DRACHMA \DRAK.muh\ n. a former monetary unit of Greece, pl. -S, -E, or -I
As you can see, the word that actually appears on drachma currency is ΔΡΑΧΜΗ. This is where you get a little reward for taking the time to learn the Greek Alphabet a little while ago when we covered the Greek letter ETA!
The drachma has been used several times throughout Greek history, making its last appearance in 2002 when it was replaced by the euro.
In modern Greece, the drachma was subdivided into a unit called a LEPTON , worth 1/100th of a drachma. Lepton comes from the Greek leptos, meaning ‘small’, and was originally used to denote a small coin used in ancient times. Since then it has been used to subdivide whatever currency is in vogue. Even today, the lepton is Greece’s name for the euro-cent.
The 50 lepta coin below was printed when the lepton represented 1/100th of a PHOENIX, the basic Greek currency unit in use just before the modern drachma made its reappearance…
In the 20th century, the particle physicists also decided to use this term to represent a family of elementary particles. In the currency context, the usual plural is LEPTA, while in the physics context the usual plural is LEPTONS.
But back to the drachma…
In ancient Greece, the drachma was divided into six OBOLI (sing. OBOLUS ) and it in turn divided the MINA into 100 parts. (Obolus also has the variant OBOL , pl. OBOLS)
There’s a lot more I could say about today’s word, but I’ll just throw in one more random tidbit. The plural DRACHMAI has the anagram CHADARIM, which is a plural of CHEDER, a Jewish school.
And one final tidbit for Collins/CSW/SOWPODS players. You get to play the unpronouncable MNA, a variant of the MINA I mentioned earlier.
ETA /EE.tuh or AY.tuh/ n. the seventh letter of the Greek alphabet, often transliterated in English as the letter ‘e’
Astronomers sometimes use eta to label the 7th star in a constellation, as in Eta Carinae, a fact which has been used once or twice in the New York Times crossword puzzle, so look out for that one.
More often though, you’ll get clues like these: [Seventh letter, to Aristotle], [Zeta follower], [Third letter after delta], [Hellenic H], [Greek vowel]… which hopefully all make sense now.
I say that partly because many of the Greek letters get a good workout in the grid, but also because, as you can see above, the clues often expect you to know the order of each letter. But how can you know the order of each letter, without knowing the entire sequence?
I’m not sure if the following short video will help you out or not, because being a middle-aged prodigy I already knew the Greek alphabet before watching it. But at the very least, it’s a little bit fun…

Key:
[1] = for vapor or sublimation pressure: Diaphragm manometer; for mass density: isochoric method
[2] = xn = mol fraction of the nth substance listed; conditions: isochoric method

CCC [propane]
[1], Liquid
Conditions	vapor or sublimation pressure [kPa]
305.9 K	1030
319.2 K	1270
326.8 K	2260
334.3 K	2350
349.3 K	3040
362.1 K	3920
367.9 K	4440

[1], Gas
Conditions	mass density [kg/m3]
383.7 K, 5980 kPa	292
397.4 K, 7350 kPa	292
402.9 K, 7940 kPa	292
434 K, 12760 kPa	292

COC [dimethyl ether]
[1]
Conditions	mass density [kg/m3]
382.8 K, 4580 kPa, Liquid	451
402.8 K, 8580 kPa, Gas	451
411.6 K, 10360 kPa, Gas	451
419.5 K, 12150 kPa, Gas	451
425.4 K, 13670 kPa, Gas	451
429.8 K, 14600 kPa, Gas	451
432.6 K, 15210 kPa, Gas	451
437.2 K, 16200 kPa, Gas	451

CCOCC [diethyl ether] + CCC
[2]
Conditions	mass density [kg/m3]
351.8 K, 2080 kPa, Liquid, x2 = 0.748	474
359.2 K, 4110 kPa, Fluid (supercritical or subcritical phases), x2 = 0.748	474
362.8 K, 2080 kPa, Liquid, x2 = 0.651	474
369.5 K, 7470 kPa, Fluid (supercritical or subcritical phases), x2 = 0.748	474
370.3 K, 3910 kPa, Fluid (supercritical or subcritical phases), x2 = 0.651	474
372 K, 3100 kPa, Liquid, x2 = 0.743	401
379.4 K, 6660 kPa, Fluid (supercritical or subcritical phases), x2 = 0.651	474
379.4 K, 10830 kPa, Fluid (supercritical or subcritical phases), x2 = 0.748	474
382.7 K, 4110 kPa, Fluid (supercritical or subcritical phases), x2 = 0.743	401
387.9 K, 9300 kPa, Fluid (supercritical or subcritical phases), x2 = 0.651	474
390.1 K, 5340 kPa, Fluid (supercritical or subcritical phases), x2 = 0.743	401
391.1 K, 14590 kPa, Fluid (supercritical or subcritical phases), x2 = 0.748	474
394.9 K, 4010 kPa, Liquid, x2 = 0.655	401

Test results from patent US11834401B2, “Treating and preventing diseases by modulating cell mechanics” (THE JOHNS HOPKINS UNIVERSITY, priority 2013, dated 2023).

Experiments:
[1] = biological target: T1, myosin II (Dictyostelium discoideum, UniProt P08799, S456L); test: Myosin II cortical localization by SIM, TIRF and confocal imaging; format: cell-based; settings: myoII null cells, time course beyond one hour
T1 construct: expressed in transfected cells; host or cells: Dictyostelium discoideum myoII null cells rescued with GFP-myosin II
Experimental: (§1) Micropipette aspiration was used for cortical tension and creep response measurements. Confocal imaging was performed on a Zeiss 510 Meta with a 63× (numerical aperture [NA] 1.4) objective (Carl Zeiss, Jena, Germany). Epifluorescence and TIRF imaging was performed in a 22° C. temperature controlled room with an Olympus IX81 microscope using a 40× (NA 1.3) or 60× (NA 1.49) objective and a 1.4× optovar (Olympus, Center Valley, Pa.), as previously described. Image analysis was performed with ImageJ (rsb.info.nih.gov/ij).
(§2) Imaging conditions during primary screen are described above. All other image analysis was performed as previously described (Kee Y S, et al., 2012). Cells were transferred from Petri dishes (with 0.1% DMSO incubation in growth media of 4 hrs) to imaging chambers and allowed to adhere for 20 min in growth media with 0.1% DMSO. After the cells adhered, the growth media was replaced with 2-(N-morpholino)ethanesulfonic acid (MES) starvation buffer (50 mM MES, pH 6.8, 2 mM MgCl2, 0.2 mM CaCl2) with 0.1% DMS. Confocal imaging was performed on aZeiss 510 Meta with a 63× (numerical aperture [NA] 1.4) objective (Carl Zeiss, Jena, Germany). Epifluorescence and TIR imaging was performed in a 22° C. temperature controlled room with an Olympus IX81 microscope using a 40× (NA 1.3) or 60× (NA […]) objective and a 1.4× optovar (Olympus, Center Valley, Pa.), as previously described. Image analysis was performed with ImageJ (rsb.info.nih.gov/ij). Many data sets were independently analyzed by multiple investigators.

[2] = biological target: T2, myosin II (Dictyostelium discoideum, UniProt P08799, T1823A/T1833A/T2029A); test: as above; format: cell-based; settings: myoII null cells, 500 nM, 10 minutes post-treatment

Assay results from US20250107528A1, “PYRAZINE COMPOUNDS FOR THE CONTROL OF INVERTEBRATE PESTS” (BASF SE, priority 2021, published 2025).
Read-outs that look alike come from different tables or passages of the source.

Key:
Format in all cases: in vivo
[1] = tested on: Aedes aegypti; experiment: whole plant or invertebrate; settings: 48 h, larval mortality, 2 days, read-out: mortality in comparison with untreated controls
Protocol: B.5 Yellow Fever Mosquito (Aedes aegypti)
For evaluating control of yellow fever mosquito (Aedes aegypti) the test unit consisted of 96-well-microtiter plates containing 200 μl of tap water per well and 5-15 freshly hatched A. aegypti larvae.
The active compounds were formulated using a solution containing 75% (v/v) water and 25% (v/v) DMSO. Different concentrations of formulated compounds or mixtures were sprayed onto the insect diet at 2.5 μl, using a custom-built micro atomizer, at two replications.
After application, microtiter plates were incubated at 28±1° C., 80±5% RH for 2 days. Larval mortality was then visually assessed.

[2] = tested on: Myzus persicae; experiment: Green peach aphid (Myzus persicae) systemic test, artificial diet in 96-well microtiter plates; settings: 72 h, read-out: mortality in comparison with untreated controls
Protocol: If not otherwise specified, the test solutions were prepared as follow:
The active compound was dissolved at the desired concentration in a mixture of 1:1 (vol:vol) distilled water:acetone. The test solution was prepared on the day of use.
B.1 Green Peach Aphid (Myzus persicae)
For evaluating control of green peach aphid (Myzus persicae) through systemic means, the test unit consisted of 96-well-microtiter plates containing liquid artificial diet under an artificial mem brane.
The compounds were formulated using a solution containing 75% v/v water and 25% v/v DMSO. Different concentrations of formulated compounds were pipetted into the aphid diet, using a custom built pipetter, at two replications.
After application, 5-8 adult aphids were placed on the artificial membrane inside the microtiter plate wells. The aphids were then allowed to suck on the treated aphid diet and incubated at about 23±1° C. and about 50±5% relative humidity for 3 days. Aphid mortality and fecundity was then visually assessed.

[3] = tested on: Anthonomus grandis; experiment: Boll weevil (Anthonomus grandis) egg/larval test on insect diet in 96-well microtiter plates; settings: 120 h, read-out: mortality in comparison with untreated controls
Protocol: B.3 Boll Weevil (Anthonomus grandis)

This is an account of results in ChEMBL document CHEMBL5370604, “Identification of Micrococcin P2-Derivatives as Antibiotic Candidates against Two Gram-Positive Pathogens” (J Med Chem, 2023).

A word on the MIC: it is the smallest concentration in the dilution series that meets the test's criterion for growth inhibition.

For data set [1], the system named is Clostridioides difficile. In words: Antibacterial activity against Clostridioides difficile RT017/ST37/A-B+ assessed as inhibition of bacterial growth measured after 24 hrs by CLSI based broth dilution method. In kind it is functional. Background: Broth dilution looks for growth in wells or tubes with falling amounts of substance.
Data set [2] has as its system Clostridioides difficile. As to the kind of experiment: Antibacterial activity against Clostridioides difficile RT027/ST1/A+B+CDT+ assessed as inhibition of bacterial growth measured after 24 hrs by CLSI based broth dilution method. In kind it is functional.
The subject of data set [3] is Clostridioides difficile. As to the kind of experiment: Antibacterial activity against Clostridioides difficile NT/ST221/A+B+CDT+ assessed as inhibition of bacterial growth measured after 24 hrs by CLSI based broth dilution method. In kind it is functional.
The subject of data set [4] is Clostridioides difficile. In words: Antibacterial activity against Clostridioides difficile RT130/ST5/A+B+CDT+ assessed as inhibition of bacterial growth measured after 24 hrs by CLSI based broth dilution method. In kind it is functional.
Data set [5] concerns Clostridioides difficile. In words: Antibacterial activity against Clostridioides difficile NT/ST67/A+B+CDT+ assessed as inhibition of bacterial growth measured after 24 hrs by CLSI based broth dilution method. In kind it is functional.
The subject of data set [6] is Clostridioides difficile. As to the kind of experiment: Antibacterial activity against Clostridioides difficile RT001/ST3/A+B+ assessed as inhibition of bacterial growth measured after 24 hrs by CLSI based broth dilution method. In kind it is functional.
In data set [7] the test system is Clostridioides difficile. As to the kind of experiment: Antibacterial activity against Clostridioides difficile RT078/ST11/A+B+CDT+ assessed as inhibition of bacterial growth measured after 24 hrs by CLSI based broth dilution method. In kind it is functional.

Didn’t help you? Well, at least remember this today: eta is the 7th letter in the Greek alphabet.
TIP — Take a look at the symbol for lower case eta, η. See how it looks a wee-little bit like the number seven? If you mentally remove that first vertical stroke, maybe? Ok, it’s a bit of a useless tip. But sometimes useless tips are the most useful…
“[Seventh letter]. Hmmmmmm…. Hey, remember when Word Buff tried to tell us that η looks like a 7? What crap. It looks nothing like a seven. Hey wait! That’s it. ETA!”
Oops. Nearly forgot to throw the Scrabble players a morsel. Man this is a tough gig!
If you see ETA on the board, note that you can take advantage of the following hooks: BETA, FETA, GETA, META, SETA, and ZETA.
I’ll let you look them up. For now I’ll just mention in passing that if you took my advice earlier in this post you’d already know two of them!
P.S. Here’s an example of a Collins-only (read: Not allowed in North American Scrabble) footnote I warned you about the other day.
First… There are two obscure Collins-only hooks for ETA: KETA (a Pacific salmon) and WETA (a grasshopper).
Second… Did you notice I gave two possible pronunciations of today’s word? It turns out that these pronunciations have proper linguistic names. /AY.tuh/ is called the ETACISM and /EE.tuh/ is called the ITACISM.
I’m not sure how to use these words in a sentence, but I know how to lay them down on a Scrabble board and add 50 points to my total score. A Collins game, of course ;-)